So how do you create a bevvy of great, relevant content that will get Google and your customers hot under the collar?

You need a content plan.

I love it when a (content) plan comes together

For your blogging to have meaningful results both in terms of beneficial SEO and building a loyal and trusting readership, you need to plan your content and plan it well.

Plans allow you to really get under the skin of your industry and answer all those important questions. They also stop you from getting overwhelmed by the size of the task in front of you.

Firmly wearing our positive hats however, lots of blog topics means lots of lovely content that your audience are crying out for.

An effective content plan is based on two things: research analysis and clear objectives. This last part is especially important as unless you lay out what the measures of success are – X number of good quality leads for example – then it’s impossible to determine if what you’re writing about is working.

The good news is that there are lots of very groovy tools that can help you figure these out.

Combining tools like answerthepublic.com, Moz.com and Google Analytics you can identify the keywords your site currently ranks for – this can be a little sobering at times, looking at the search volume against the keywords you want to rank for and the kind of questions that your audience is asking around them.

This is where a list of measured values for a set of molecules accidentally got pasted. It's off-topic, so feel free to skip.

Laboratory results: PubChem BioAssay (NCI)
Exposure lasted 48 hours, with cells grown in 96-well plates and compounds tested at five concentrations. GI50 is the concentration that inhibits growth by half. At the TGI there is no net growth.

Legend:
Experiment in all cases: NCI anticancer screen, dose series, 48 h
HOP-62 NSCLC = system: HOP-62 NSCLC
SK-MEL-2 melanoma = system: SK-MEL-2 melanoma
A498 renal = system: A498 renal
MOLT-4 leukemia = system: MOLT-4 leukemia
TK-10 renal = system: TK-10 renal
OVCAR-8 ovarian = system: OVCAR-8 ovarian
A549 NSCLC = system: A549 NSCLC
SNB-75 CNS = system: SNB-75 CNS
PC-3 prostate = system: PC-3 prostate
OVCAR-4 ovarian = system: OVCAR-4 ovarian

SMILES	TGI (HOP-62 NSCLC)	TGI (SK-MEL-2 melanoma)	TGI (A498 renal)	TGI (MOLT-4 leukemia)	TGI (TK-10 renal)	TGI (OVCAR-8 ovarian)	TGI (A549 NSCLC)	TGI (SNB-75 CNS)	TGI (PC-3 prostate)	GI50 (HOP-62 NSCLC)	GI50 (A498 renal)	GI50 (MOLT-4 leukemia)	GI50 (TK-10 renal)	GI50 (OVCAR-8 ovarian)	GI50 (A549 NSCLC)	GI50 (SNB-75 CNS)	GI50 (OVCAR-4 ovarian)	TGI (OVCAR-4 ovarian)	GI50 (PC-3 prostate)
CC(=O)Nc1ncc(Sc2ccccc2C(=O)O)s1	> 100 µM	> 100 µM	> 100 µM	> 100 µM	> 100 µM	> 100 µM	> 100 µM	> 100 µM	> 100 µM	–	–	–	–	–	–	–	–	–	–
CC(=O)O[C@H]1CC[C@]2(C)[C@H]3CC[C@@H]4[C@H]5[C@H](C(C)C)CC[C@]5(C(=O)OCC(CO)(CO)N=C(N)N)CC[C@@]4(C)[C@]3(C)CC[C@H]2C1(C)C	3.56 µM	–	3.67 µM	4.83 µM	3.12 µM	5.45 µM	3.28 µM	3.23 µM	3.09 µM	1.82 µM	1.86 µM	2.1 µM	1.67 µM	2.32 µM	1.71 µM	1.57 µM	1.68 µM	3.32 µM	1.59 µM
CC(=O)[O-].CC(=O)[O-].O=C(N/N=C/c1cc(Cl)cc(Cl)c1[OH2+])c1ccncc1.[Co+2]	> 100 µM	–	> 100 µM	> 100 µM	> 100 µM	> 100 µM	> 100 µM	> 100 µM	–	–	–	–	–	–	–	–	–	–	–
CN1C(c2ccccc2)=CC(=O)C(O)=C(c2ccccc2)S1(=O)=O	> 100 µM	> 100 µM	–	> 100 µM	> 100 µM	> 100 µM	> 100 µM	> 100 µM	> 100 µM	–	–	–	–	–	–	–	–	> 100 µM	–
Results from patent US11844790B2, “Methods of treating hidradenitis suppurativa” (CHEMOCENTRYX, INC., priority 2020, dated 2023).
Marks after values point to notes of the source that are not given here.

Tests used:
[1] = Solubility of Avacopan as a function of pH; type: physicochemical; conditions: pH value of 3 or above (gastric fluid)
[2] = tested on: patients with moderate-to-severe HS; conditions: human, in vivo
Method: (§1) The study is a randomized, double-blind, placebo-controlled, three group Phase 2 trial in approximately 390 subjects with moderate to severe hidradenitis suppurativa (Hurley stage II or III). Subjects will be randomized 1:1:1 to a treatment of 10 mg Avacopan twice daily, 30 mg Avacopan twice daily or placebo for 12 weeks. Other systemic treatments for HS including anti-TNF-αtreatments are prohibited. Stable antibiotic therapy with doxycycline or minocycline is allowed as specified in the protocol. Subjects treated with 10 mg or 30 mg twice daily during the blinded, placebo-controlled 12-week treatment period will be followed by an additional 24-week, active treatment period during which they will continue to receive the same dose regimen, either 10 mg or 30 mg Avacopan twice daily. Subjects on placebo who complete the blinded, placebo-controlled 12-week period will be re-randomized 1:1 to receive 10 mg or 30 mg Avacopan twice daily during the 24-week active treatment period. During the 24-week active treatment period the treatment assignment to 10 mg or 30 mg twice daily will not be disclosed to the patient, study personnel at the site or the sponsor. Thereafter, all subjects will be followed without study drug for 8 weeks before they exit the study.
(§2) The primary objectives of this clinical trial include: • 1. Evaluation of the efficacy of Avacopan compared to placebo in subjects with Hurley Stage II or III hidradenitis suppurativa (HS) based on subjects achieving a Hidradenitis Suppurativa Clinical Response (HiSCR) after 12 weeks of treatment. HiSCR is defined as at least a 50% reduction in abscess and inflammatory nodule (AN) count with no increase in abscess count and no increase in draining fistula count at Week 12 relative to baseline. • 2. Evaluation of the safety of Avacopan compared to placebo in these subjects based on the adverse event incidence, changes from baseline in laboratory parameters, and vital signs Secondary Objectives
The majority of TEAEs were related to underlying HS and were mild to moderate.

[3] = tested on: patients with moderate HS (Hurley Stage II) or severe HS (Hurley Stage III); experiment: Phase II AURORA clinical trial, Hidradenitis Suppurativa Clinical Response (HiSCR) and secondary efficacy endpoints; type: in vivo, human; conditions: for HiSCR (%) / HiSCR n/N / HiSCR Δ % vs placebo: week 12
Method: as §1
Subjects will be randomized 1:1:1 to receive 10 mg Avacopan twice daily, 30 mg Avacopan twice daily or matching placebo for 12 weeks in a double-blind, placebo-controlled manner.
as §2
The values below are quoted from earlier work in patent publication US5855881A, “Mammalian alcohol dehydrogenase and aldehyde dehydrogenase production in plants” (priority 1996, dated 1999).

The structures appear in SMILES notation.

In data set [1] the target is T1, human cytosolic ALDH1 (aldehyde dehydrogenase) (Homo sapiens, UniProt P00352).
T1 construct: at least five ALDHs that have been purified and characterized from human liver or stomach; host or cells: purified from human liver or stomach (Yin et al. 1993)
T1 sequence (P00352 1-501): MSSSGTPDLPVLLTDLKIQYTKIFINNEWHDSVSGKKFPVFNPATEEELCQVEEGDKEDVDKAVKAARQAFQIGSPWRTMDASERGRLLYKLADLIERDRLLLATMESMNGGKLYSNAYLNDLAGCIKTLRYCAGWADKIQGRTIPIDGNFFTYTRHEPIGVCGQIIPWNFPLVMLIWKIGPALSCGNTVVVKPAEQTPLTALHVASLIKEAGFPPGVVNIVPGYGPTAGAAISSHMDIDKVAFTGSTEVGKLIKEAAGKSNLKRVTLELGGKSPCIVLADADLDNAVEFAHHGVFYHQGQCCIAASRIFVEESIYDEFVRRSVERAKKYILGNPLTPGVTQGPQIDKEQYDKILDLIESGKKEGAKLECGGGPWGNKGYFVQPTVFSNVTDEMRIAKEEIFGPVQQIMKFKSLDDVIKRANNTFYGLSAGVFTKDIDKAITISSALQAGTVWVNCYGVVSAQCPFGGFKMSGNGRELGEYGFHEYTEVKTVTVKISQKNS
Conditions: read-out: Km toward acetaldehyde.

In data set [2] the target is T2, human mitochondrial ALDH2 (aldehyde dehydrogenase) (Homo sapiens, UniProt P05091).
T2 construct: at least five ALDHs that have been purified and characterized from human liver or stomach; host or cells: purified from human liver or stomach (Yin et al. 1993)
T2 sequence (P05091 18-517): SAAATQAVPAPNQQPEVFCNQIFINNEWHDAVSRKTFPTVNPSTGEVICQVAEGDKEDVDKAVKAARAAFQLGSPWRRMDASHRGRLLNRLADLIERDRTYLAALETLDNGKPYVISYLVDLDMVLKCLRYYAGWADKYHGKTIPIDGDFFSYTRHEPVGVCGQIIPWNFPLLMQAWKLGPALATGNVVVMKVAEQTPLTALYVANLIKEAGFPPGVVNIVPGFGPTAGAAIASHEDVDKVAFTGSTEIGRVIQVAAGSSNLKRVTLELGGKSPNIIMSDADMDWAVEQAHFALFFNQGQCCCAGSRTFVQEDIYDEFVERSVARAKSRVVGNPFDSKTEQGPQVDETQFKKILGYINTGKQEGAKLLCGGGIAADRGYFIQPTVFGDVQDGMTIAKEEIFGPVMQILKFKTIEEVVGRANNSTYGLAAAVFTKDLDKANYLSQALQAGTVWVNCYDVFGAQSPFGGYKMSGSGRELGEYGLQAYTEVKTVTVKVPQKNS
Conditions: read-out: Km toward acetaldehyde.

It’s a monster job but gathering this information into a living, breathing document that you can add to and improve over time, will make for stronger content. At a glance of your content plan, you will know what questions you’ve covered, what gaps still need to be filled with content and exactly what your next steps are.

How we can help with your content plan

Your industry knowledge is mighty. But with Google expecting businesses to create regular, highly focused, relevant content – and down ranking those who don’t – it’s never been more important to approach content in a structured and measurable way.

Our Marketing Automation Academy provides an abundance of information on creating content. We also host challenges every three weeks that push members to really action strategic level changes to their marketing. One of these challenges is totally focused on creating a data-driven content plan.

We could just do it for you. And if that's something you'd be interested in, please do get in touch.

But if you're someone who enjoys learning the expertise for themselves and managing your marketing in-house, the academy is the perfect place for you to get the support and know-how you need.

Find out more about the academy and how to sign up by hitting the button below.

Further resources

What is a data-driven content plan
How to optimize blog posts for SEO

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(1) comment

SEO Reading 12th November 2019

Intermittent blogging sure doesn’t cut it. It can be hard to write about a topic you are working with every day but it really helps your ranking to keep at it. I find that researching common questions people have and then batching them into related groups helps me, as I can go through these questions, answer them easily, and then put my answers together as an article! It’s even easier if you use a dicta-phone as I find it easier to answer questions while speaking. You just need to type it all out afterwards!